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We review state-of-the-art computational methods for constructing, from image data, generative statistical models of cellular and nuclear shapes and the arrangement of subcellular structures and proteins within them. These automated approaches allow consistent analysis of images of cells for the purposes of learning the range of possible phenotypes,(More)
MOTIVATION Knowledge of the subcellular location of a protein is crucial for understanding its functions. The subcellular pattern of a protein is typically represented as the set of cellular components in which it is located, and an important task is to determine this set from microscope images. In this article, we address this classification problem using(More)
The Human Protein Atlas contains immunofluorescence images showing subcellular locations for thousands of proteins. These are currently annotated by visual inspection. In this paper, we describe automated approaches to analyze the images and their use to improve annotation. We began by training classifiers to recognize the annotated patterns. By ranking(More)
Microtubules are filamentous structures that are involved in several important cellular processes, including cell division, cellular structure and mechanics, and intracellular transportation. Little is known about potential differences in microtubule distributions within and across cell lines. Here we describe a method to estimate information pertaining to(More)
Characterizing the spatial distribution of proteins directly from microscopy images is a difficult problem with numerous applications in cell biology (e.g. identifying motor-related proteins) and clinical research (e.g. identification of cancer biomarkers). Here we describe the design of a system that provides automated analysis of punctate protein patterns(More)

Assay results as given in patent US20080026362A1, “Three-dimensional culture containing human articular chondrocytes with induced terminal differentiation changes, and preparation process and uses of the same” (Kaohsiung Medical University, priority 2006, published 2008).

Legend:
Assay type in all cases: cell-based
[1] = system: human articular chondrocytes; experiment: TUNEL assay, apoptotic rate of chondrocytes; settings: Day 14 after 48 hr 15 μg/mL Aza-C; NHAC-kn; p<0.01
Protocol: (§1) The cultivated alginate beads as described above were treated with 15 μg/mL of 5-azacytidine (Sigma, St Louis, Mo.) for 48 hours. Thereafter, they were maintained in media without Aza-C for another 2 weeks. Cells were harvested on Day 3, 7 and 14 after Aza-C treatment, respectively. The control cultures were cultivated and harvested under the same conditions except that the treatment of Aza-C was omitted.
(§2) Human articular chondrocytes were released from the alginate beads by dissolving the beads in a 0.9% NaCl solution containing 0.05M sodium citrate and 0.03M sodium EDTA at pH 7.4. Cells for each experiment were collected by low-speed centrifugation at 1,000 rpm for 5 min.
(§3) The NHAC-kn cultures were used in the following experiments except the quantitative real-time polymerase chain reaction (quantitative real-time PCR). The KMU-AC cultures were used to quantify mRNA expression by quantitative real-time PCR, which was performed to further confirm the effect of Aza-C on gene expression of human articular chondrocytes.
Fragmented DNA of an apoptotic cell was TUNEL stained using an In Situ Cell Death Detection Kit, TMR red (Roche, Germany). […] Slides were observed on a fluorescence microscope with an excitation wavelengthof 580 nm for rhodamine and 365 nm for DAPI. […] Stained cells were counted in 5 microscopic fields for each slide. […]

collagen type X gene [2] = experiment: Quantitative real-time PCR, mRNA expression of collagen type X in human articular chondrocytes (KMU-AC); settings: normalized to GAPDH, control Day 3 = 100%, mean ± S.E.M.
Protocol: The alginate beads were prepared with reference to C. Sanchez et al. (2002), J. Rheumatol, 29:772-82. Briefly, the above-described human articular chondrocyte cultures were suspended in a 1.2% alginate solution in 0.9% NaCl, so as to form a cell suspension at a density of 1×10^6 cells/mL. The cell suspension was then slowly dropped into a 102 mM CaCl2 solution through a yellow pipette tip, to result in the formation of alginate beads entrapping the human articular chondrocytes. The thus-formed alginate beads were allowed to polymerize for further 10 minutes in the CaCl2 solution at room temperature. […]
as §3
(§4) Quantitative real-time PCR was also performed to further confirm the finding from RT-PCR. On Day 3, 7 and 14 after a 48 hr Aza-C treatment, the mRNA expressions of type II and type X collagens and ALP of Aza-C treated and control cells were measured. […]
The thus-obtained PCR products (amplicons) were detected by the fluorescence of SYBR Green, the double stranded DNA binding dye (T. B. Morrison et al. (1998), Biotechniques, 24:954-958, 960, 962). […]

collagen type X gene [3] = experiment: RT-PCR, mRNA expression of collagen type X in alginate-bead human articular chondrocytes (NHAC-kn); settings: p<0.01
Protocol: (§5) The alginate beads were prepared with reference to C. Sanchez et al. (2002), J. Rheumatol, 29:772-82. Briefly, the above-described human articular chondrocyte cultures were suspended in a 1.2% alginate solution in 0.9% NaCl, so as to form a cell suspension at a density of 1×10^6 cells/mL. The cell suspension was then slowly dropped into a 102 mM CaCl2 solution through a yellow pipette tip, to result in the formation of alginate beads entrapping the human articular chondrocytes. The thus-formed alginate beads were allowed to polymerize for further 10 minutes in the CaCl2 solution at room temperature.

The Human Protein Atlas is a rich source of location proteomics data. In this work, we present an automated approach for processing and classifying major subcellular patterns in the Atlas images. We demonstrate that two different classification frameworks (support vector machine and random forest) are effective at determining subcellular locations; we can(More)
Manganese is an essential trace element found in many enzymes. As it is the case of many essential trace elements, excessive level of manganese is toxic. It has been proven that excessive manganese could cause heart problems. In order to understand the mechanism of manganese toxicity in the heart, the effects of manganese on isolated rat ventricular(More)
In the infarcted rat heart, the increase of NO occurs in the hypertrophied myocardium of non-infarcted areas and its antihypertrophic efficacy has been well established. As another endogenous regulator and the reliable index of heart pathology, B-type natriuretic peptide also exhibits the antihypertrophic properties in many tissues by elevating(More)
Consecutive to the human genome project, the human proteome project seeks to explore the function, structure, variability and interaction of proteins which support the daily operation of our human bodies. The identification of protein locations within cells is an essential part. The appearance of the residence of proteins may illustrate the status and(More)
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